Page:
Russian authorities "have detained hundreds of migrant workers" in Sochi, site of the 2014 Winter Olympics, and have held many of them in "arbitrary and inhumane conditions," according to REUTERS. Human Rights Watch said that many of those detained in a wave of raids on work sites, homes and public places since early September "helped build venues or infrastructure for the games being held in the Black Sea resort city in February." Most of those rounded up "for alleged violations of migration or employment regulation were released after several hours," but some "have been held for more than a week, in some cases without access to a lawyer." No one at the Interior Ministry or the regional governor's office "was immediately available to comment late Thursday" (REUTERS, 10/6).
Italian Olympic officials on Thursday ruled Rome out as a candidate to bid for the 2024 Olympic Games because the city is "on the brink of bankruptcy," according to the AFP. Rome Mayor Ignazio Marino said that "earlier this week the state of the capital's finances would make such a bid virtually impossible." Ahead of a meeting in Milan, where officials from the Italian Olympic Committee (CONI) discussed a possible bid for '24, Lombardy region President Roberto Maroni said that Milan, Lombardy's principal and most prosperous city, "remains the only possible candidate." After the meeting, officals "appeared to lean" toward a bid from Milan (AFP, 10/3).
Russian President Vladimir Putin "hoisted the flame" that will burn at the 2014 Sochi Olympics high in Red Square on Sunday, bringing "his personal campaign to stage Russia's first post-Soviet Olympics within sight of completion," according to Gutterman & Dyomkin of REUTERS. Declaring that "our shared dream is becoming reality," Putin signaled the start of a 123-day, 65,000km (40,000 mile) torch relay that "will take the flame to the North Pole and outer space before the Olympics begin" on Feb. 7. Protected by four small lanterns, the flame "was flown in from Greece after being lit at the birthplace of the ancient Olympics and handed over to Russia on Saturday at the marble Athens stadium that hosted the first modern Games in 1896." Deputy PM Dmitry Kozak, "gingerly carrying a lantern," stepped off the Aeroflot jet as "a military band played and an honour guard of rifle-toting soldiers in woolly Astrakhan collars stood by, chins jutting high." Kozak: "We -- all Russians -- have a right to be proud" (REUTERS, 10/6). REUTERS reported after "a six-day trek across 33 towns in Greece's mainly mountainous northern regions, the flame that was lit last Sunday by the sun's rays at the birthplace of the ancient Games in Olympia was presented" to Kozak. From its overnight perch on the ancient Acropolis, the flame "travelled through Athens' streets before being carried into the stadium, built in 330 BC, by Greek figure skating champion Panagiotis Markouzios" (REUTERS, 10/6).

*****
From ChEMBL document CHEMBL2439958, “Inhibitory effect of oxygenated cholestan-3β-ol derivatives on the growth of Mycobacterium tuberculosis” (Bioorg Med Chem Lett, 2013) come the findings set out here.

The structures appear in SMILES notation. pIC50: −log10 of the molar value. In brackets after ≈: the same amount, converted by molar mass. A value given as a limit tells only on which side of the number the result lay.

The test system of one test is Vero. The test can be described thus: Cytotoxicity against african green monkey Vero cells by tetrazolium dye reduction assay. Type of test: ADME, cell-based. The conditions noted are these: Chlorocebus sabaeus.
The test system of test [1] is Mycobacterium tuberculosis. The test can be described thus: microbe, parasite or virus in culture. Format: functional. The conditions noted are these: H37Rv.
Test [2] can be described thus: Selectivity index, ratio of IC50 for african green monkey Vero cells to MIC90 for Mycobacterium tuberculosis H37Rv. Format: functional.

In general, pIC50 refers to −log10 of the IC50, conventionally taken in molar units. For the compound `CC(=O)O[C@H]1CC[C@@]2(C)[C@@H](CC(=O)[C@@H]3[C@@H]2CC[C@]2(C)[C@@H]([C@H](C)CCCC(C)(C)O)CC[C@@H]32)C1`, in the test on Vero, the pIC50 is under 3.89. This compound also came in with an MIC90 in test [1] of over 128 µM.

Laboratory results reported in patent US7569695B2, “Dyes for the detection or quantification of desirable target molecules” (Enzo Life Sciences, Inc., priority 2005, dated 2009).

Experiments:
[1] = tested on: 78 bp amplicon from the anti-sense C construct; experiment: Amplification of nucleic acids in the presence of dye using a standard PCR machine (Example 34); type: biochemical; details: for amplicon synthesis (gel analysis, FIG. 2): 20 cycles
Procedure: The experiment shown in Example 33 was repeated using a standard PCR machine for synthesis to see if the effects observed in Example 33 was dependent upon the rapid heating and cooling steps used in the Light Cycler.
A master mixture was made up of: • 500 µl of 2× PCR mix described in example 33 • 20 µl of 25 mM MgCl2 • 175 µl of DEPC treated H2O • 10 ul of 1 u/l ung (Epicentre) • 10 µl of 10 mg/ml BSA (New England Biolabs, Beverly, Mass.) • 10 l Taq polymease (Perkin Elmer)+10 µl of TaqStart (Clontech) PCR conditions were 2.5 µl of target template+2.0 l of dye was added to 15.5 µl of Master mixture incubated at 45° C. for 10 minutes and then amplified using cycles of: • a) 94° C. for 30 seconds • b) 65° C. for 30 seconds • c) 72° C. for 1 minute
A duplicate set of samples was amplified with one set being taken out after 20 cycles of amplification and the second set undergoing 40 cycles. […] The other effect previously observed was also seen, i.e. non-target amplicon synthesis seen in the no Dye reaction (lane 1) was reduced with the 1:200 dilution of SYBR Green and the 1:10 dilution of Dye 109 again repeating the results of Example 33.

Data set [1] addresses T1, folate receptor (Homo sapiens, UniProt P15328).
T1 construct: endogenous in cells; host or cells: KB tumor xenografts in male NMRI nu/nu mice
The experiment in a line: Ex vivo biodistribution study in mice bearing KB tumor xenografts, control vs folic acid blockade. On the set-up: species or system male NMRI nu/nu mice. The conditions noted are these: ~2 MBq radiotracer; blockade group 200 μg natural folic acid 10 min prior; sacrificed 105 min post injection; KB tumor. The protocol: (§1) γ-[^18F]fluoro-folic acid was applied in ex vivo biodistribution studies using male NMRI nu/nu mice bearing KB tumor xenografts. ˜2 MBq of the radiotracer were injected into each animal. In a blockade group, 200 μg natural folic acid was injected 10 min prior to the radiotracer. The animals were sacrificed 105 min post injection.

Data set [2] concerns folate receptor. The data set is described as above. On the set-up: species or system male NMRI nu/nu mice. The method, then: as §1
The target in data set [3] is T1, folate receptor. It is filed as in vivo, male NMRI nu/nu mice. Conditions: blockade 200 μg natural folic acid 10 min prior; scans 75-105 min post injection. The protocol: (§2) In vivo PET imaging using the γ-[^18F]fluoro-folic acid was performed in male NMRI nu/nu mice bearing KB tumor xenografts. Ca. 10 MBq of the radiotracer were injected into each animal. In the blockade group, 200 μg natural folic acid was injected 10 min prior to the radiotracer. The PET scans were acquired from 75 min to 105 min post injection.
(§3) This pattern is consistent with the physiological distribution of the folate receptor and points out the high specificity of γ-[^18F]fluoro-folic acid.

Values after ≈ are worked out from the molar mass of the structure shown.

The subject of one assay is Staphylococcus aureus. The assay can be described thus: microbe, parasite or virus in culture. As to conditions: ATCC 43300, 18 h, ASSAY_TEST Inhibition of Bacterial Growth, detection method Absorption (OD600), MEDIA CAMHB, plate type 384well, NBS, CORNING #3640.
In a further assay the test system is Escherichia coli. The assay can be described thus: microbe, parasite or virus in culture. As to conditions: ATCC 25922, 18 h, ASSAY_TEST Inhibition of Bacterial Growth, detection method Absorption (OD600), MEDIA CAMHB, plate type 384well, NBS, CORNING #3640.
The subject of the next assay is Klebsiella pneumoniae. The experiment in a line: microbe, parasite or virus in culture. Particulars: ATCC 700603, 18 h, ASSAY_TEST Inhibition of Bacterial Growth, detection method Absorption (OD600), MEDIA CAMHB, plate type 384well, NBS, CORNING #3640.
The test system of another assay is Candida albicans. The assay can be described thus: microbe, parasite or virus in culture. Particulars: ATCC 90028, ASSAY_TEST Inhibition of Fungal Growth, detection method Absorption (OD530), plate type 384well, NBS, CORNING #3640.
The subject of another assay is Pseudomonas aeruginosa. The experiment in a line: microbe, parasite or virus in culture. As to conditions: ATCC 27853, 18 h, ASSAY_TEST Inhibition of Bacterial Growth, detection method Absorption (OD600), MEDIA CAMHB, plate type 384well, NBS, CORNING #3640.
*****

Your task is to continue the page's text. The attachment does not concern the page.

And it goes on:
FLAME GOES OUT: The AP reported the Olympic flame "briefly went out as the torch bearer ran towards the Kremlin." The glitch occurred when "the man ran through a long passageway, which apparently created a wind tunnel, extinguishing the flame." A man standing along the route "pulled out a lighter and the flame leaped back to life" (AP, 10/6). R-SPORT reported the whole ceremony "was infused with nationalist themes: Putin entered through an avenue of flags of Russia's 83 regions, each of which will be visited by the flame, and there were patriotic rap and dance performances." Among those accompanying the flame was Prince Albert II of Monaco, in the capacity of an IOC representative (R-SPORT, 10/6).